AIDS rights group says criminal justice system has ‘HIV phobia’

A national AIDS rights group is upset by a Manitoba court case where an HIV-infected woman has been convicted of aggravated sexual assault.

Winnipeg woman convicted of sexual assault for infecting man with HIV

A Winnipeg woman has been convicted of aggravated sexual assault for not telling her sex partner she is HIV-positive.

A national AIDS rights group is upset by a Manitoba court case where an HIV-infected woman has been convicted of aggravated sexual assault.

A jury found 27-year-old Marjorie Schenkels did not tell her sex partner she had HIV.

He later became infected.

Richard Elliott is the executive director of the Canadian HIV/AIDS Legal Network. He calls this conviction and ones like it a troubling pattern.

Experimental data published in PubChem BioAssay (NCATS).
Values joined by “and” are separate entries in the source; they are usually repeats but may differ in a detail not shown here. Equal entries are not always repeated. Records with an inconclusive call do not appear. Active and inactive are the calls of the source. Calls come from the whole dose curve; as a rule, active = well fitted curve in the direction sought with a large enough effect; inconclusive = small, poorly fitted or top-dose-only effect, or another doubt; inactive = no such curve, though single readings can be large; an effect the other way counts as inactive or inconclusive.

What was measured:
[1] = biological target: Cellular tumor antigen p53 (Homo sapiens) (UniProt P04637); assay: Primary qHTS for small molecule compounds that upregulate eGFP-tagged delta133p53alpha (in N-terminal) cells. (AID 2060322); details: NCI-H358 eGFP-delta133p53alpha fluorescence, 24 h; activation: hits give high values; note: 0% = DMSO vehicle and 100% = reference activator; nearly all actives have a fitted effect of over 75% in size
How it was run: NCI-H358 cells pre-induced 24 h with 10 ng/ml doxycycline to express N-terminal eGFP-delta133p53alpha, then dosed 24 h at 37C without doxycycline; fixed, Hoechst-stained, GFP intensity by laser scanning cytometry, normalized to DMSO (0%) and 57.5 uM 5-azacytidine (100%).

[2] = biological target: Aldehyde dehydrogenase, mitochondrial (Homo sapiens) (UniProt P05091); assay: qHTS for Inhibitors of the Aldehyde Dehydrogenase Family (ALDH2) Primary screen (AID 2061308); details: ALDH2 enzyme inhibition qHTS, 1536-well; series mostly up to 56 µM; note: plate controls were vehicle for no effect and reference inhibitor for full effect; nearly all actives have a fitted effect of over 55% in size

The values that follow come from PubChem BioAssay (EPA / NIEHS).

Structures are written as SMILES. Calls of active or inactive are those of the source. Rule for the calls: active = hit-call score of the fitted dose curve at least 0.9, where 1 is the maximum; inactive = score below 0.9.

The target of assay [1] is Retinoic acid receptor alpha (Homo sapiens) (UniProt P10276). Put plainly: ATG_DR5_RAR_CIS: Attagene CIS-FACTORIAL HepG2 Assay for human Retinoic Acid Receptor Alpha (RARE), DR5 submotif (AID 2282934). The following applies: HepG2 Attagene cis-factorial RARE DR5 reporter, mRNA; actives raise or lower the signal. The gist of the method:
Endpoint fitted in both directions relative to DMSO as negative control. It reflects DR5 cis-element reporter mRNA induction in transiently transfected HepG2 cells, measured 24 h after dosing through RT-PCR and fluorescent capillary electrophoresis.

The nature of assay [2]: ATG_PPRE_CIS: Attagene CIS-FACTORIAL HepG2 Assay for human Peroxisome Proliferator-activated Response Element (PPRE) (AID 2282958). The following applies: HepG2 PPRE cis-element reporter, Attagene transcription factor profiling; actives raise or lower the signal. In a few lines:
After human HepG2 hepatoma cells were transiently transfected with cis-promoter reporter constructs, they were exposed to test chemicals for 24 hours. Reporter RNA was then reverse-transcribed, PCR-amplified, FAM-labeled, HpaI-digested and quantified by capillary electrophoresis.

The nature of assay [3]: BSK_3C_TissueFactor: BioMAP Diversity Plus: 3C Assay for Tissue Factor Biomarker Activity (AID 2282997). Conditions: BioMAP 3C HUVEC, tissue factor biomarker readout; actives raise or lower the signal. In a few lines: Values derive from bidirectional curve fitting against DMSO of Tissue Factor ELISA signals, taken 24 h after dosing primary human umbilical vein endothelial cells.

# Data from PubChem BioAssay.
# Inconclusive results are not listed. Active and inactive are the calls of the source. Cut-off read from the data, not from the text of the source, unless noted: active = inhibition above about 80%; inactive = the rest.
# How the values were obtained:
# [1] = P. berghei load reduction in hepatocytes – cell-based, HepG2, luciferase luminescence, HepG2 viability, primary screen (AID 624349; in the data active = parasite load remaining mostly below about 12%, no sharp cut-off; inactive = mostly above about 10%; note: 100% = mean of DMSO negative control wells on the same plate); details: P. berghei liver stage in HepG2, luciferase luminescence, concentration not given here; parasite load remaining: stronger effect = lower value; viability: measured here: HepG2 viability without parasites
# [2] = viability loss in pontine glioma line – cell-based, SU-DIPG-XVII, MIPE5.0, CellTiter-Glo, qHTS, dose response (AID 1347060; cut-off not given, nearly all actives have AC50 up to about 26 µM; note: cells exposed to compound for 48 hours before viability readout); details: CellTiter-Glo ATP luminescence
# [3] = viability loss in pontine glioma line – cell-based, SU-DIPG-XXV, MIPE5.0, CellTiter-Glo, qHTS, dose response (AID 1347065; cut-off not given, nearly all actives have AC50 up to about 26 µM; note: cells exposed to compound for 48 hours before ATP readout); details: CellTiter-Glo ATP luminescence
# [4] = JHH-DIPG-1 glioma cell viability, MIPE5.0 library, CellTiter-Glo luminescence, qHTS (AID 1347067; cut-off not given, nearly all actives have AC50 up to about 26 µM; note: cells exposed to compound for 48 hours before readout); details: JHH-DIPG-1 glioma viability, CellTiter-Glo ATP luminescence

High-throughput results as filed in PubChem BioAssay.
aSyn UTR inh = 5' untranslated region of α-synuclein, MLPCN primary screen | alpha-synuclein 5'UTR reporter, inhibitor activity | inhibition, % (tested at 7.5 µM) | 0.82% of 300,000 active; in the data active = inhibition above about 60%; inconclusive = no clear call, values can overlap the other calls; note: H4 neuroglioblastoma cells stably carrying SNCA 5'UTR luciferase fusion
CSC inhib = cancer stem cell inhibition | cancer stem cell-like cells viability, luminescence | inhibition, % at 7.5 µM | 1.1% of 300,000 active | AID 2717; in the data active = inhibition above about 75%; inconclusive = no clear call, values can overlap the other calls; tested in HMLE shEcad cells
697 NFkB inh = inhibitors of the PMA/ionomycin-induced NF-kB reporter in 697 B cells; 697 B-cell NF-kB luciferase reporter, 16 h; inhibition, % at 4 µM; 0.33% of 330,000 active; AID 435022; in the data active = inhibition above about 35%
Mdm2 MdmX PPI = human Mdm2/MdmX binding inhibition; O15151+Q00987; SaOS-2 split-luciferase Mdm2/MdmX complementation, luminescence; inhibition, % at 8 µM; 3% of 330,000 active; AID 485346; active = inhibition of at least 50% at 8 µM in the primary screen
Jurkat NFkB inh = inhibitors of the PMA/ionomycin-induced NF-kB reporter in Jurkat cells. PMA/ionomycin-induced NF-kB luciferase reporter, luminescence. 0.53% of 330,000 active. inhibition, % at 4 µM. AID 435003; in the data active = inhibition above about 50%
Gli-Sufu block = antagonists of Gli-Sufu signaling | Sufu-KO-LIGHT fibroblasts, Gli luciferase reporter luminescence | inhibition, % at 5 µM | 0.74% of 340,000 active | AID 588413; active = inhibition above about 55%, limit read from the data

"We see this zealous over-prosecution and over-extension of the criminal law in many circumstances to deal with cases of alleged non-disclosure of HIV status," said Elliot.

Elliott says people aren't prosecuted for non-disclosure of other sexually transmitted diseases such as herpes and syphilis.

He says the criminal justice system has HIV phobia.

“These cases of HIV non-disclosure are really not what the law of sexual assault is intended to deal with, and we've really been seeing a twisting of the law of sexual assault," he said.

While the case is the first of its kind in Manitoba, Elliott says 170 HIV-positive Canadians have been sentenced to jail time for not telling their partners they were infected.

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